LYNNWOOD — The city has settled a federal lawsuit with a rape victim who police detectives once accused of lying about being sexually assaulted.
Lynnwood’s insurance company agreed to pay the woman $150,000 to put an end to the case.
“More important than the money was to hold police accountable for this horrible wrong and hopefully change how the police department approaches these cases,” the woman’s attorney, Rich Fisher, said Wednesday.
His client “was determined that this should be brought to light so no other kid would have to go through this,” the Seattle lawyer said.
The woman, identified only as “D.M.” in court papers, also settled with the Everett-based nonprofit youth advocacy agency, Cocoon House. The woman, then 18, was receiving case management services from Cocoon House and enrolled in a program that provided social services to young people no longer eligible for the state’s foster care system.
The terms of the settlement with Cocoon House are confidential, Fisher said.
The woman claimed that the police bullied her into recanting her report that she had been tied up, threatened with a knife and attacked inside her Lynnwood apartment on Aug. 11, 2008.
The officers also told her that if she failed a lie detector test that she would lose her housing, according to the lawsuit.
The woman also alleged that Cocoon House employees failed to help her after she told them she wanted to return to the police department and take back her statement that she hadn’t been raped.
The lawsuit alleged that the employees told the teen that if she lied to police she would be removed from the program. She was forced to tell other program participants that she made up the story about being raped.
Lynnwood city prosecutors charged the woman with false reporting. She pleaded guilty and was ordered to undergo mental health counseling and pay a $500 fine.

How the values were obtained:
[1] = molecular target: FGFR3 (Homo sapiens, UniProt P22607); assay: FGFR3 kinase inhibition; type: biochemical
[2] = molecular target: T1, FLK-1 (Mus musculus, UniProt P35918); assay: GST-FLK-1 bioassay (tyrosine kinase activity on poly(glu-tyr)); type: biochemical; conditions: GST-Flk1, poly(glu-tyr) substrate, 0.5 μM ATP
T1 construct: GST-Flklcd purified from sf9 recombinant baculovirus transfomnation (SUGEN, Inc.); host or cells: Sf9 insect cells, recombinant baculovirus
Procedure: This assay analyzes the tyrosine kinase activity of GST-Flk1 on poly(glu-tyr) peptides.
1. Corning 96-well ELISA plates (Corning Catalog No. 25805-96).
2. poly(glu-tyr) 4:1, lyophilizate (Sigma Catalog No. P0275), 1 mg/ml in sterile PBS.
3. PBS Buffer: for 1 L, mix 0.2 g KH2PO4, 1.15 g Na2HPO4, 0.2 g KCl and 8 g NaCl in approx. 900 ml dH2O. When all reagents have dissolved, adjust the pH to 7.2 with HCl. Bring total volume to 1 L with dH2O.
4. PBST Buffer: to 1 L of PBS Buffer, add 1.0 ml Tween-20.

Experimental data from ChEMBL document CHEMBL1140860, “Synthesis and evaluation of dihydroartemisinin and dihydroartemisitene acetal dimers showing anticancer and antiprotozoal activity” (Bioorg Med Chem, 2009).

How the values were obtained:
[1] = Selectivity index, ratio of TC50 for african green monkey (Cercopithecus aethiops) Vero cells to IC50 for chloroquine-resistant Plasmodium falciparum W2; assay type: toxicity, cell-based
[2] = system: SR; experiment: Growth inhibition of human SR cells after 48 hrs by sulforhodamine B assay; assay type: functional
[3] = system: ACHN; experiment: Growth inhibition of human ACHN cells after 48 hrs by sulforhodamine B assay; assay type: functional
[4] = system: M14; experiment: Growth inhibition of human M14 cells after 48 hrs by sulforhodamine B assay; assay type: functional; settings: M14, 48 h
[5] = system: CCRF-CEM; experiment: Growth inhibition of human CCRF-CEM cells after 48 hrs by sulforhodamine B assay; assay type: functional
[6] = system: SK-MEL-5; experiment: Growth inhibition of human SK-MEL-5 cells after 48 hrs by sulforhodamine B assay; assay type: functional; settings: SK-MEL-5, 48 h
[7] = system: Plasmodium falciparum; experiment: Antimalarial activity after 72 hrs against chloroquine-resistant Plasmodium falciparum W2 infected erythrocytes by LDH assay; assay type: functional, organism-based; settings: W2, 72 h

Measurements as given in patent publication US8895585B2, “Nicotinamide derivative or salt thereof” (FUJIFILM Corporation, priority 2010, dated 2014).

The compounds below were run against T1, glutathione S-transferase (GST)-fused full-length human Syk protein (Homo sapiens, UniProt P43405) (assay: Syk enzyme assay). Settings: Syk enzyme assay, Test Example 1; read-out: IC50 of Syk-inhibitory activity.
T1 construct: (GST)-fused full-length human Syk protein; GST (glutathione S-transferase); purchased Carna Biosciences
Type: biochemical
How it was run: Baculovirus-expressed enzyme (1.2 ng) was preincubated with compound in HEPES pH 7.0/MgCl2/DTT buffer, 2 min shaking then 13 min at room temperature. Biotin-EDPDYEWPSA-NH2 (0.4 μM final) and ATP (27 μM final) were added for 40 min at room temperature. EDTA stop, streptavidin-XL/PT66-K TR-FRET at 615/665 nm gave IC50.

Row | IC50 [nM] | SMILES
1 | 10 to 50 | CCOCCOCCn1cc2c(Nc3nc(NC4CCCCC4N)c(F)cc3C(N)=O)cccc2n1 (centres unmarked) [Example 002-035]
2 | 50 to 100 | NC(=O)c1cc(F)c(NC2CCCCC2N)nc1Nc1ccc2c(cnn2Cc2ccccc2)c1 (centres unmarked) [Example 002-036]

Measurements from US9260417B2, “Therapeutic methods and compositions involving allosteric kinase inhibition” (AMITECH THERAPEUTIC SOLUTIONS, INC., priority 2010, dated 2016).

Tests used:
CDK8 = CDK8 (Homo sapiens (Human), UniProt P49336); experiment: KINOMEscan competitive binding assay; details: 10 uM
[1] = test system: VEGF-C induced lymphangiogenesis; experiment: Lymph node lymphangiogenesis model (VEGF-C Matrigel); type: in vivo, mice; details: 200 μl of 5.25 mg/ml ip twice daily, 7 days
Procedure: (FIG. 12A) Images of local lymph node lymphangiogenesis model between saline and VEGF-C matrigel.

Lynwood police, however, reopened the rape investigation in 2011 after photographs of the woman and her identification card were found among evidence seized by Colorado police after the arrest of serial rapist Marc O’Leary.
O’Leary later admitted to raping the Lynnwood teenager and a Kirkland woman within two months of each other. The former Mountlake Terrace man sneaked into their homes, bound their hands and gagged them. He repeatedly sexually assaulted the terrified women, snapped photographs of them and threatened to post those on the Internet if they reported the assaults to police.
O’Leary was sentenced in 2012 to more than 28 years for raping the Lynnwood woman and another 40 years for the Kirkland attack. He already was serving a 327-year sentence for the Colorado rapes.
“We were wrong. Everybody feels terrible about it,” Lynnwood Police Chief Steve Jensen told The Herald in 2011. “We take sexual assaults very seriously. Our investigators always get charged up to get the bad guys in these cases.”
At the time, Jensen explained that doubts were raised because the woman’s story had changed and details she provided were inconsistent. Her foster mother and friend were also skeptical about the woman’s story, court papers said.
Jensen was named in the lawsuit along with the two detectives, Jeff Mason and Jerry Ritgarn.
“The city’s insurance company made the decision to settle,” said Lynnwood’s attorney, Robert Christie of Seattle. “There was a recognition by the insurance company that some of the claims would survive. A risk management decision was made.”
The settlement was reached last month. The money will be paid by the city’s insurance company, Christie said.
“Everybody is happy to have the matter behind us,” he said.
The woman’s record was expunged and the fine refunded after O’Leary was arrested. Lynnwood police have since received additional training about sexual assault investigations.
Fisher said his client, who no longer lives in Washington, is “pleased that the matter has been settled so she can move forward.”
She is doing well, which “is an incredible testimony to the strength of her character,” he said.
Diana Hefley: 425-339-3463, firstname.lastname@example.org